• Think big and bold. Your brand is controversial, so you have an opportunity to use some boldness, playfulness, humor, and edge to get the point across.

Consumers also appreciate openness and authenticity, which comes naturally to NSFW brands. If audience is looking for wit and sass, let it shine.

Embrace Humor

Humor is a great way to break the ice and release the tension with awkward topics. It also makes a brand more relatable, especially if your brand or products are related to topics that most people are uncomfortable talking about.

You’ve already seen this in action with commercials for adult toys or hemorrhoid creams. Most likely, those brands did something to make you laugh and relax a bit.

Humor matters, but here are some things to keep in mind:

  • Comedy is suggestive. What’s hilarious to some can be offensive or hurtful to someone else. This is why it’s vital to understand your target audience. 
  • If you have a brick-and-mortar location, you can use humor to make customer visits more fun. Humor can break down awkward barriers and bring people into your store, even if they find it embarrassing. For example, someone may visit the adult bookstore as a “joke,” but if they feel comfortable, they’ll stick around and maybe make return visits.

Get creative with humor in your marketing. Here’s some inspiration:

  • Use self-deprecating humor about yourself or your brand
  • Create shareable content, like memes or infographics, that have humorous content. People like to share funny things, so you’ll get plenty of exposure for your brand. 
  • Create a marketing video that showcases your brand’s comedy.
  • Surprise your customers with unexpected products, like small branded items, when they subscribe or attend events.

Don’t Be Afraid to Ruffle Feathers (You Will!)

NSFW brands are controversial because they don’t, and can’t, appeal to everyone. If you attempt to please everyone, you’re bound to fail. It’s inevitable that you’ll have to embrace the lovers and the haters. This is true of every brand, but controversial brands are more likely to encounter some friction.

With the right marketing, you can attract your ideal customers, even if you make everyone else mad. But no matter what, remember that you can’t make everyone happy and plan for criticism. 

Keep these points in mind:

  • Show sensitivity to the feelings of others, but don’t be a doormat.
  • Use discretion when deciding what content is good for your brand.
  • Include a warning before showing content that may be offensive to some, such as “Parental Advisory” or “NSFW.” Even someone who loves your brand in private may not want it on blast while they’re at work.

You can gauge your audience’s reaction by testing out different content and messaging. 

Test Everything, Again and Again

With any brand, it’s vital to test marketing efforts and use data to refine messaging. Traditional marketing channels may not work for NSFW brands, but you may find plenty of new channels with an audience. For example, OnlyFans is a great place for a controversial brand, but Facebook and Twitter can be restrictive with content.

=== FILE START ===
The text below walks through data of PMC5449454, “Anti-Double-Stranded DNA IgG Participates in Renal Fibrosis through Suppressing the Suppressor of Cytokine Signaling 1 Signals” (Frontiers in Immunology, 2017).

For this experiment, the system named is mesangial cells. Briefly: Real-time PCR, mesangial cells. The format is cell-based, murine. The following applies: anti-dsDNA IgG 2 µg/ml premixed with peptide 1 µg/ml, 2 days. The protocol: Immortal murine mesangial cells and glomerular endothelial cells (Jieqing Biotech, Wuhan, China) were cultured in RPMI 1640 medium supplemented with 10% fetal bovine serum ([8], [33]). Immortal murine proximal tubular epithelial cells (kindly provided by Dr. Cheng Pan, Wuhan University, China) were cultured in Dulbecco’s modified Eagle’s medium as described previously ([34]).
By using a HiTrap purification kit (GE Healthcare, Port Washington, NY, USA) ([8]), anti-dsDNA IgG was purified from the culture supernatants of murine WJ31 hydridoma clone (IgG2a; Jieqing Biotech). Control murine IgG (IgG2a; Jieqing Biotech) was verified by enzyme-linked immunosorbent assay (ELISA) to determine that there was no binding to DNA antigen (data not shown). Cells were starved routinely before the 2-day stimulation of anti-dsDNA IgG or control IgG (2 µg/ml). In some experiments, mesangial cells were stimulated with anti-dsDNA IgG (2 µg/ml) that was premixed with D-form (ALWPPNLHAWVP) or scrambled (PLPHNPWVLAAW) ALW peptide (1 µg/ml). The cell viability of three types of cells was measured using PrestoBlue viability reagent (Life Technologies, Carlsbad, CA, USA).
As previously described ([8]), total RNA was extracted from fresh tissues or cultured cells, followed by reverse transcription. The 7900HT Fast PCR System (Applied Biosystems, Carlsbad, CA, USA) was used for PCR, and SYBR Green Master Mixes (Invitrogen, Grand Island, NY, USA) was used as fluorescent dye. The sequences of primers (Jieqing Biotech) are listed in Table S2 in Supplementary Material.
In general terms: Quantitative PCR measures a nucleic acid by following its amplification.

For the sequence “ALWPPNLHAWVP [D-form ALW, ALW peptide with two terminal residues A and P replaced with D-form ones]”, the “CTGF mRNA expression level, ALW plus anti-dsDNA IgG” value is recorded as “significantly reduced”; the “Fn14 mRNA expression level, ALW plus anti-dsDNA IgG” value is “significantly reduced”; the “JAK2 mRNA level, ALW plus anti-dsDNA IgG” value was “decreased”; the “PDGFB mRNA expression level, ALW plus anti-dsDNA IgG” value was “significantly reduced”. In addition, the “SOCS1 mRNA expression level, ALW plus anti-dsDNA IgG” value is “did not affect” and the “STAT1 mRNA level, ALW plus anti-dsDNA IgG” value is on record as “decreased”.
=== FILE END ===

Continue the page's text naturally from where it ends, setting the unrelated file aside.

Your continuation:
When testing, think about:

  • How are customers reacting to content? Focus on the successes instead of the failures.
  • How are your competitors reacting? Have they changed their messaging?
  • Are you gaining new customers? Losing customers?
  • Does the marketing cover each stage of the buyer’s journey, from early awareness to customers ready to make a decision?

Testing is a lot of work, but it pays off with your marketing efforts.

Market Your NSFW Brand

Marketing a controversial brand can be challenging, but it’s not impossible. You just have to be a little more creative than the average brand and find new and innovative ways to promote your products. Show your bold, daring, and humorous brand personality and you’re sure to increase your exposure.


About the Author: Frances Tang is the founder/Captain Awkward/CEO of Awkward Essentials, a company that makes products that address the unspoken parts of hygiene. She is also the inventor of the dripstick — an after sex cleanup sponge. Frances Tang never intended to build a company around a post-sex cleanup tool, but the Awkward Essentials founder saw a need — and an opportunity — for an entrepreneur willing to go there. Now, Frances is leading a revolution for female founders, showing that fearlessness is a founder’s most important value.

 




Intrado Digital Media Announces Rebrand to Notified

CommPRO Editorial Staff

Intrado Corporation (“Intrado”), a global leader in technology-enabled services, announced today it is rebranding its Digital Media business to Notified®. The rebrand will provide Digital Media with a unique market identity, representative of its full solution suite.

As the world’s only communications cloud for events, public relations, and investor relations, Intrado Digital Media’s platforms enable organizations of all sizes to engage, influence, and inform their most important audiences – employees, customers, investors, and the media.

Concurrent with the rebranding to Notified, the business’ unique solutions will be renamed Event Cloud, Public Relations (“PR”) Cloud, and Investor Relations (“IR”) Cloud.